ATHENS, July 27 (Reuters) - Former Greek Finance Minister Yanis Varoufakis confirmed on Monday he had made secret preparations to hack into citizens’ tax codes to create a parallel payment system after the disclosure provoked shock and disbelief in Greece.
However, the self-proclaimed “erratic Marxist” academic, in office until July 6, sought to play down the initiative as a contingency plan that had never been implemented.
Greece was on the verge of tumbling out of the euro single currency before striking an 11th-hour deal on July 13 that imposes a new round of austerity measures in return for talks on a third international bailout.
Varoufakis’ comments prompted the pro-European opposition to demand that Prime Minister Alexis Tsipras disclose the extent of planning for “Grexit” - which his government has repeatedly said it refused to consider. The furore piled new pressure on a premier struggling to contain a leftist party revolt.
In a conference call with the London-based OMFIF think-tank, recorded on July 16 but released on Monday, Varoufakis outlined his secret planning and also accused German Finance Minister Wolfgang Schaeuble of being “bent on effecting a Grexit” - forcing Athens to leave the currency area.
In the recording Varoufakis said Prime Minister Alexis Tsipras had “given me the green light to come up with a Plan B” before coming to power in January and he had assembled a five-person team led by U.S. economist James Galbraith to work covertly.
“We were planning to create, surreptitiously, reserve accounts attached to every tax file number, without telling anyone, just to have this system in a function under wraps,” he said, adding that “of course this would be euro-denominated but at the drop of a hat it could be converted to a new drachma.”
At one point, the moderator cautioned Varoufakis that other people were listening to the teleconference but would not repeat its contents. The former finance minister replied: “I know they are. And even if they do I will deny I said it.”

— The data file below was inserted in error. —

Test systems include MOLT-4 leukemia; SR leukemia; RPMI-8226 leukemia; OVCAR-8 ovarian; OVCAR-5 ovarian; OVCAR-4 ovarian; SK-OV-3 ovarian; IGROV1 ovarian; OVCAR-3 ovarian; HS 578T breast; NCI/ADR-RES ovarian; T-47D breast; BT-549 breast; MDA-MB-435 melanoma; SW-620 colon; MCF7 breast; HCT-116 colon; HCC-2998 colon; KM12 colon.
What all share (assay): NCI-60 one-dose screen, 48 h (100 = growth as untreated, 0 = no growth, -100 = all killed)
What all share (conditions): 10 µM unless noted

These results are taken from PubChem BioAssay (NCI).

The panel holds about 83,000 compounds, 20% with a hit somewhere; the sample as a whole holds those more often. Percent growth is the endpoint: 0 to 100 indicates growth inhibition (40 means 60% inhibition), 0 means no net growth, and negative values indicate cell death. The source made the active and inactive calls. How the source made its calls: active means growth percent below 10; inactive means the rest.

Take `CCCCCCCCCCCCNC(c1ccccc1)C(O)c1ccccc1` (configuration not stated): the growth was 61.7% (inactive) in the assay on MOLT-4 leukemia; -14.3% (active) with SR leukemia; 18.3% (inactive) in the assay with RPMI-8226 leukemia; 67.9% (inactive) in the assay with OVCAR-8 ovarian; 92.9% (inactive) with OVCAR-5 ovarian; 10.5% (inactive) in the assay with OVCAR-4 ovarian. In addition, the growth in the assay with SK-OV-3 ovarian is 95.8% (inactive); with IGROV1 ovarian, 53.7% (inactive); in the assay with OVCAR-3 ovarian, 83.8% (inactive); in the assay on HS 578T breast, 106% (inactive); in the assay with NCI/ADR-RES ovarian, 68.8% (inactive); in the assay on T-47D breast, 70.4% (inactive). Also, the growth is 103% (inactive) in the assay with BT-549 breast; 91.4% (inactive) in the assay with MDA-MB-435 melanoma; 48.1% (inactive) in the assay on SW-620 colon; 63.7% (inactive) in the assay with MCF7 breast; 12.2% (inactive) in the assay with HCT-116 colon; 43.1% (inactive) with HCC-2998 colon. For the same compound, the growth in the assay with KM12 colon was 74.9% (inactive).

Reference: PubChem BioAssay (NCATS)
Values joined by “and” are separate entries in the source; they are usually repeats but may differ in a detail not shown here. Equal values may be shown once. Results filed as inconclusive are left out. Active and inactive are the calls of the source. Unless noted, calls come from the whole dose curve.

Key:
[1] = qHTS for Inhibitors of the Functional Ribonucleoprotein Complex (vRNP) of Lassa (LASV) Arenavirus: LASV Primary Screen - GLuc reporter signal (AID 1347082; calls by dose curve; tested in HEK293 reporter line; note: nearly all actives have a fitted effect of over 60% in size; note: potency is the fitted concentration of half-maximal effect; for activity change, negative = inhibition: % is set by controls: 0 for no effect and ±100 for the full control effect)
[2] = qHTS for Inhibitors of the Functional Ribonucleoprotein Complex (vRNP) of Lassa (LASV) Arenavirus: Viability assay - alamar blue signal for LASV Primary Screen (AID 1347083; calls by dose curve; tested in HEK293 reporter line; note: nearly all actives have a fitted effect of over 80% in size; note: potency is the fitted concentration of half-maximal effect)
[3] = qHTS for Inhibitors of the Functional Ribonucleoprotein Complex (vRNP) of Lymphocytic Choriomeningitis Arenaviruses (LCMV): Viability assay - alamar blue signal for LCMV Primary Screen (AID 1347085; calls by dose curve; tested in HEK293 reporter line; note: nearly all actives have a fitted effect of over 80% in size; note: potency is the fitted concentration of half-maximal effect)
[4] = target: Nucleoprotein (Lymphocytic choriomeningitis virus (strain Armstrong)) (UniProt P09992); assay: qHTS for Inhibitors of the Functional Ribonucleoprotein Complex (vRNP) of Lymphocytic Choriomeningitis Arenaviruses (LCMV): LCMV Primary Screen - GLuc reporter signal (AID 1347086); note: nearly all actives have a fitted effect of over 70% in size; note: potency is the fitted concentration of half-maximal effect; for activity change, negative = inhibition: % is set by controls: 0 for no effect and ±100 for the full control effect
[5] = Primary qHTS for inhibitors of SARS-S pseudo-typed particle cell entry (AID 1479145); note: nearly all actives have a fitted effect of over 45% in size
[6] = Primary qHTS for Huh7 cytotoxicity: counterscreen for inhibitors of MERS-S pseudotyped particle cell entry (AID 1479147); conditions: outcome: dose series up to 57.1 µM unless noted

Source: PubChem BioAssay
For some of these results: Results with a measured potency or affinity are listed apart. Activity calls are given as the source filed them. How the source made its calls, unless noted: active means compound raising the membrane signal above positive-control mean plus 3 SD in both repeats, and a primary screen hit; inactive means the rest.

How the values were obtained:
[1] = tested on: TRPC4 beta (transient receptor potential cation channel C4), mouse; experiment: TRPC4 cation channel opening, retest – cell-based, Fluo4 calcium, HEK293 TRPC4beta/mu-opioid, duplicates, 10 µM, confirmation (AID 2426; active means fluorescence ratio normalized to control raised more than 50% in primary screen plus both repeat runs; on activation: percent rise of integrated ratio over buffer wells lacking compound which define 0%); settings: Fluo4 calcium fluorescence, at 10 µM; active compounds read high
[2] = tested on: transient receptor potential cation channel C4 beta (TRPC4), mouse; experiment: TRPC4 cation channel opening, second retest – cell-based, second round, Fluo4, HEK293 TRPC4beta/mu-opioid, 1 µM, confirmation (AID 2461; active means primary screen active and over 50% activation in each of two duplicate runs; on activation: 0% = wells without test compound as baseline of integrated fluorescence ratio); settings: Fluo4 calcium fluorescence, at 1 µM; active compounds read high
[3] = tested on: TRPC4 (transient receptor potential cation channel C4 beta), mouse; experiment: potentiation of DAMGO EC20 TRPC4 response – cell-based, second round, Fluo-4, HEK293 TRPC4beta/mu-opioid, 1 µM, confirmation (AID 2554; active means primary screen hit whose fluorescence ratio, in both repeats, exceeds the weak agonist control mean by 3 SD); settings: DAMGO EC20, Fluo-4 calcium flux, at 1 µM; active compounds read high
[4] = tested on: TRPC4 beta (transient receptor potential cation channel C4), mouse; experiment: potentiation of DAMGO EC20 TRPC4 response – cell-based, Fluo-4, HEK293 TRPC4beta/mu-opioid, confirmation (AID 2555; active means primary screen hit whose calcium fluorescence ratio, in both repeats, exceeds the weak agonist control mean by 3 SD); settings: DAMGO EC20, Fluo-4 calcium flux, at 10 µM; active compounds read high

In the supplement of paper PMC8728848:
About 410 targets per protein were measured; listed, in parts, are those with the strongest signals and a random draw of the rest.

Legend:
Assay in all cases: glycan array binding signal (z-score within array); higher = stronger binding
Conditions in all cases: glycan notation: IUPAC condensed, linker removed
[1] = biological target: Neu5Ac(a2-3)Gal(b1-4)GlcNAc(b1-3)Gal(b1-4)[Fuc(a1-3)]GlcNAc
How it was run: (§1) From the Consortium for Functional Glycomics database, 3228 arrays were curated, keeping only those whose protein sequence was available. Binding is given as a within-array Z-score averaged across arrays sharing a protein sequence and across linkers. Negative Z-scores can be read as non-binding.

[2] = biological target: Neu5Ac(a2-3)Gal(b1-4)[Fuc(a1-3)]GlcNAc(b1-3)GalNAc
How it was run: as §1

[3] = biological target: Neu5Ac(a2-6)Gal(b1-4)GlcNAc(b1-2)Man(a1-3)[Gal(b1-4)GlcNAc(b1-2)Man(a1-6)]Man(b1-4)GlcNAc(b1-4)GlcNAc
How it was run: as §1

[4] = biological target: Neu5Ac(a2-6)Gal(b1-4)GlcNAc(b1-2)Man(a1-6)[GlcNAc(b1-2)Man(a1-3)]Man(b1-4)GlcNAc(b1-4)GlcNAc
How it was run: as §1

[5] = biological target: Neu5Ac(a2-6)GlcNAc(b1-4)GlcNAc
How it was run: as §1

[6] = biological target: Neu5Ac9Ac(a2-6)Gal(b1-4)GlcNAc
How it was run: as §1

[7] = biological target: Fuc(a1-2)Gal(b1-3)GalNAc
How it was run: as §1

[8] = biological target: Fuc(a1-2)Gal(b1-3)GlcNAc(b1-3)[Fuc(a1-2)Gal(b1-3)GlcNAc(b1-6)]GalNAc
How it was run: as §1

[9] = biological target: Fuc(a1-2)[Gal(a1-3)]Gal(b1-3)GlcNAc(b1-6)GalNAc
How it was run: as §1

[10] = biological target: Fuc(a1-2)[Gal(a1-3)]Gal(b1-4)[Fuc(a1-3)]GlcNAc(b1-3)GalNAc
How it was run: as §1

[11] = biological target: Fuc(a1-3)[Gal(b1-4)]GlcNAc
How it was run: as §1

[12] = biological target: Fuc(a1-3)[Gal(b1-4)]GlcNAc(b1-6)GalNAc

He went on to elaborate on plans to hack into his own ministry’s software to copy tax systems code, saying he had recruited a childhood friend who was a software expert to help with the planning.
In a statement from his office posted on his blog, Varoufakis defended the comments as essential contingency planning and attacked the media for indulging in “far-fetched articles that damage the quality of public debate”.
“Greece’s Ministry of Finance would have been remiss had it made no attempt to draw up contingency plans,” the statement said, adding the unit worked within government policy and its recommendations were aimed at keeping the country in the euro zone.
In a separate statement posted on Varoufakis’ blog, Galbraith said he had worked unofficially in an unpaid capacity on the basis that the government was committed to negotiating within the euro zone and the team kept its work secret to avoid jeopardizing that.
Apart from one chat with far-left lawmaker Costas Lapavitsas, who has openly called for a return to the drachma, Galbraith said the group had no cooperation with the radical Left Platform of Syriza and wrapped up its work in May.
Varoufakis has said his proposal for an “aggressive” response to the closure of Greek banks and the introduction of capital controls on June 28, after Athens rejected an earlier bailout proposal, was outvoted, leading to his resignation.
The opposition New Democracy party demanded that Tsipras answer questions in parliament on the plan while the centrist To Potami party also demanded that the prime minister say whether and what he knew of the plan.
“Opportunism which results in criminal action is not a party secret and should not be concealed,” To Potami said.
Reporting by Deepa Babington; Editing by Paul Taylor